Rice and beans

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Rice and brown beans, as served in a hotel in the southeast Brazilian countryside. The dish may be accompanied by meat, bread, eggs, vegetables, etc.

Rice and beans are a staple food in many cultures around the world. It provides several important nutrients, and is widely available.

Known as[edit]

Enchiladas, with Mexican rice and beans

Rice and beans is referred to as arroz y habas, arroz con habichuelas, arroz con frijoles, gallo pinto, recalentao or similar in Spanish, arroz e feijão, arroz com feijão or feijão com arroz in Portuguese, diri ak pwa in Haitian Creole, avas kon arroz or avikas kon arroz in Judaeo-Spanish.

Description[edit]

Kidney beans and rice

The dish usually consists of white or brown rice accompanied by brown, red or black, dry beans (typically Phaseolus vulgaris or Vigna unguiculata) and seasoned in various ways. Different regions have different preferences. In Brazil, for example, black beans are more popular in Paraná, Rio de Janeiro, Rio Grande do Sul and Santa Catarina, while in most other parts of the country these are mostly only used in feijoadas. The New Orleans specialty known as "red beans and rice" is often accompanied by a side of smoked sausage or a fried pork chop.

In many areas, rice and beans are often served side by side rather than mixed. Either way, they may be considered a meal, frequently with a topping of meat or chicken. Meat or other ingredients are sometimes placed atop rice and beans or (less often) mixed into it.

This dish is also commonly served with sides of stewed chicken, pork, beef, potato salad, boiled potatoes, and many other sides from many different cultures.

History[edit]

The Americas[edit]

Genetic analyses of the common bean Phaseolus shows that it originated in MesoAmerica, and subsequently spread southward, along with maize and squash, traditional companion crops.[1] Asian rice was introduced to Mexico and Brazil during the colonial era by the Spanish and the Portuguese. However, it has recently been discovered that the indigenous peoples of the Amazon had already cultivated a distant relative of Asian rice of the same genus Oryza some 4,000 years ago[2], and were growing it alongside maize and squash, traditional companion crops of beans, which were also by that time present in South America. Some recent scholarship suggests that enslaved Africans may also have played an active role in the establishment of rice in the New World.[3][4]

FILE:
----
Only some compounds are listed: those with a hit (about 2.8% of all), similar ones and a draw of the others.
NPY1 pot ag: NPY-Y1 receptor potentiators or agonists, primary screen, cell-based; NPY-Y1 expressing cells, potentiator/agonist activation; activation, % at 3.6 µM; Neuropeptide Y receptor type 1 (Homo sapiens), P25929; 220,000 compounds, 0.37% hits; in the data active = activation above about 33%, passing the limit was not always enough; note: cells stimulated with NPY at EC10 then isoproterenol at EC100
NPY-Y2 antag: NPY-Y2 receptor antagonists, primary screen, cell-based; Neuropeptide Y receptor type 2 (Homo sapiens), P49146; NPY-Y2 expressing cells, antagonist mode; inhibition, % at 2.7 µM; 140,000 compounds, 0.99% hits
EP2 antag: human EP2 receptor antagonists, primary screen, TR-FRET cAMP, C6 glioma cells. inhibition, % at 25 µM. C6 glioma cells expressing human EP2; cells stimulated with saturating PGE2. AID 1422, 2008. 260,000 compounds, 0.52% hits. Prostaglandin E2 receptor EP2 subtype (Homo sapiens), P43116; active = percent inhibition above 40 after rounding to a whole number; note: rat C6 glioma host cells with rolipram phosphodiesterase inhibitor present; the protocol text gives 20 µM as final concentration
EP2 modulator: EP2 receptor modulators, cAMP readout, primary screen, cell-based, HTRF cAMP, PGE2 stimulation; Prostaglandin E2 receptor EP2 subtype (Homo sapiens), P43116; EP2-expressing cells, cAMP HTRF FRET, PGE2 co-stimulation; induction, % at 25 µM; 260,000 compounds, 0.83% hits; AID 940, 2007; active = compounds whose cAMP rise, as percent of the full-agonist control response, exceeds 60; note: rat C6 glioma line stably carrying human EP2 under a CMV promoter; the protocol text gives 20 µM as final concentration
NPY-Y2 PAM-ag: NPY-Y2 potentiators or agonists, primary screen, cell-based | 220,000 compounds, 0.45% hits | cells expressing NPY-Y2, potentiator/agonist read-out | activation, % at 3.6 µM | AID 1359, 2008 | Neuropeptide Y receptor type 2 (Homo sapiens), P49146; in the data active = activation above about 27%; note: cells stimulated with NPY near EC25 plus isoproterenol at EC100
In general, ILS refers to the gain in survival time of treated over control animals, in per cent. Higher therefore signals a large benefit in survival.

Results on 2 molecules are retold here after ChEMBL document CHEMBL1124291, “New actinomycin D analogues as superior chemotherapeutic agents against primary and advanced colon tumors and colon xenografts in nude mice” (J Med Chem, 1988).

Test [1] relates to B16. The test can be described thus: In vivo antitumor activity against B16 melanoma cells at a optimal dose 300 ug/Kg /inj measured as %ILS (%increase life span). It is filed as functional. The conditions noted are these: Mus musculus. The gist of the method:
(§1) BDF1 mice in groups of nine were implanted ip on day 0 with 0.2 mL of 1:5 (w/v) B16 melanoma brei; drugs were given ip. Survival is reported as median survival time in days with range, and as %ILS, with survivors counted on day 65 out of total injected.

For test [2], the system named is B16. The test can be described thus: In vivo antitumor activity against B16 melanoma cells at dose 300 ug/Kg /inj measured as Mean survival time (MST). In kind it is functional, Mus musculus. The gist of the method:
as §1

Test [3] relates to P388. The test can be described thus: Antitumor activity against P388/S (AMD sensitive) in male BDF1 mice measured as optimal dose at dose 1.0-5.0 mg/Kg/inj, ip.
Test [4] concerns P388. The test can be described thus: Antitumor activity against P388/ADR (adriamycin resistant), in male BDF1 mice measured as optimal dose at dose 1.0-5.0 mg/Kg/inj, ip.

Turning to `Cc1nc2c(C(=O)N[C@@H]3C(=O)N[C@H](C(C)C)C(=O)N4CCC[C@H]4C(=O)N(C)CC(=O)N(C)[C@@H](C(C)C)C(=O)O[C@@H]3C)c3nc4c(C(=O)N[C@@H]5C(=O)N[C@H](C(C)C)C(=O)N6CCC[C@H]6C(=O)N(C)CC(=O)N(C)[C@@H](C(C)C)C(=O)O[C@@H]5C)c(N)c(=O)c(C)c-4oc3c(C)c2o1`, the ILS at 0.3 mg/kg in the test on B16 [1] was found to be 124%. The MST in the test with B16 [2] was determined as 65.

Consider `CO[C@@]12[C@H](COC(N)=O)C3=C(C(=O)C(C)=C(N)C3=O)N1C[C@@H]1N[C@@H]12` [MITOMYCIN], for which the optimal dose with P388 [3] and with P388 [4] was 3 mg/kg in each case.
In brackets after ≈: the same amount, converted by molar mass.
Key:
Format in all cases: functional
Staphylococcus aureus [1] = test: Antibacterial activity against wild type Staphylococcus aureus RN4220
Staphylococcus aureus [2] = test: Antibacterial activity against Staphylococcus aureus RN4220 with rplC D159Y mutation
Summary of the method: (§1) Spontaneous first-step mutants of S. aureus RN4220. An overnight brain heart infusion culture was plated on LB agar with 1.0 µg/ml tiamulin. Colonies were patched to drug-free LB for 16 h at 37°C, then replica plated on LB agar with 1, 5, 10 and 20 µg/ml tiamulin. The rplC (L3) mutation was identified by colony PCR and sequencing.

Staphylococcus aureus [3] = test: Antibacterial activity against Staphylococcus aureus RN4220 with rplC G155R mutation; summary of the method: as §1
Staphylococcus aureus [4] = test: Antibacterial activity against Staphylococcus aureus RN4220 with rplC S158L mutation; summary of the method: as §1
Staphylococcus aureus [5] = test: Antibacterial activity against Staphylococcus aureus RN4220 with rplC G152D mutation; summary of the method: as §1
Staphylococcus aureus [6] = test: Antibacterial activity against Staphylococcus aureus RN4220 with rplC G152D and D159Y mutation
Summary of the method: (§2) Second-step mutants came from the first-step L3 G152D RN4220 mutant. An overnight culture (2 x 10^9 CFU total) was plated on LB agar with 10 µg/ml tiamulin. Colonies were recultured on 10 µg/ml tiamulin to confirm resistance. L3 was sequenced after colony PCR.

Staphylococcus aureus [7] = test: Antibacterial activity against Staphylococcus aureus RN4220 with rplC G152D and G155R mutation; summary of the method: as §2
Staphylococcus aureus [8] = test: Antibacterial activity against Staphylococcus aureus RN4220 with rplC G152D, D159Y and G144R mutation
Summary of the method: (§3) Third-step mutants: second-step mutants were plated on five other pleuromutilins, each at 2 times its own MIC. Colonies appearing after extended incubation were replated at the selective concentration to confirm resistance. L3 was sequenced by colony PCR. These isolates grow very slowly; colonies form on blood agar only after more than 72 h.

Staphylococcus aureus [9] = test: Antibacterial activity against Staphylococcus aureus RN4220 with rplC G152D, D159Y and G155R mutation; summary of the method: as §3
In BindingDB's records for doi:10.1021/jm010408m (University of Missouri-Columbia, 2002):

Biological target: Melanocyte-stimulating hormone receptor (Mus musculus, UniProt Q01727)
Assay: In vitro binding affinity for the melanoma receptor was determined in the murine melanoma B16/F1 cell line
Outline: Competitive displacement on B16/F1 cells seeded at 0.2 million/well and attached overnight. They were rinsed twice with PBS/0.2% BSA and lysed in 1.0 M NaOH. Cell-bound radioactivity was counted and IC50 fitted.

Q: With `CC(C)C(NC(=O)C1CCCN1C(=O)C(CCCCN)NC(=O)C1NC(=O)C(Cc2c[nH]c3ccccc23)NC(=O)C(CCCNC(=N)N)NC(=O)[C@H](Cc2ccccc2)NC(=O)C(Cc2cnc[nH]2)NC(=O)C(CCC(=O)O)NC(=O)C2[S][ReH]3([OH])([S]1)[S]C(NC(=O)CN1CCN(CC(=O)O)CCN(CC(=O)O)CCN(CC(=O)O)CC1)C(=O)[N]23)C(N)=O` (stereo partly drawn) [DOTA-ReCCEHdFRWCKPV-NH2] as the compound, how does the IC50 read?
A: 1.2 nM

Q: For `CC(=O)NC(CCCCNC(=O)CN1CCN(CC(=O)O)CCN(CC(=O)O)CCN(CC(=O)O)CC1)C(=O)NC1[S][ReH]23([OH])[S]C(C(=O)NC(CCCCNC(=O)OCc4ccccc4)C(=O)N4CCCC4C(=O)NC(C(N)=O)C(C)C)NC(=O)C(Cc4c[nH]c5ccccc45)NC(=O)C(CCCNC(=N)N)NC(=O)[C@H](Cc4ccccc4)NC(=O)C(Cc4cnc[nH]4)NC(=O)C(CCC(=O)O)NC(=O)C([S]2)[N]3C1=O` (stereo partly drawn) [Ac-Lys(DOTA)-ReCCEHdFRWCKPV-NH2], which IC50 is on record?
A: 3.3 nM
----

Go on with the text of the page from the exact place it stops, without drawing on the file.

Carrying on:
Nutritional significance[edit]

Rice and beans is very nutritious. Rice is rich in starch, an excellent source of energy. Rice also has iron and some protein. Beans also contain a good amount of iron and a greater amount of protein than rice.[5] Together they make up a complete protein,[6] which provides each of the amino acids the body cannot make for itself.

In addition, rice and beans are common and affordable ingredients, often available in difficult economic times.

Culture[edit]

In Brazil and many other Latin American states and countries, rice and beans are commonly eaten as everyday lunch, along with a different variety of meats and vegetables. It is also common to prepare dinner using the lunch leftovers. Brazil is the world's third largest producer of dry beans and American leader in rice consumption.[citation needed]

Dishes[edit]

See also[edit]

References[edit]

Bibliography[edit]

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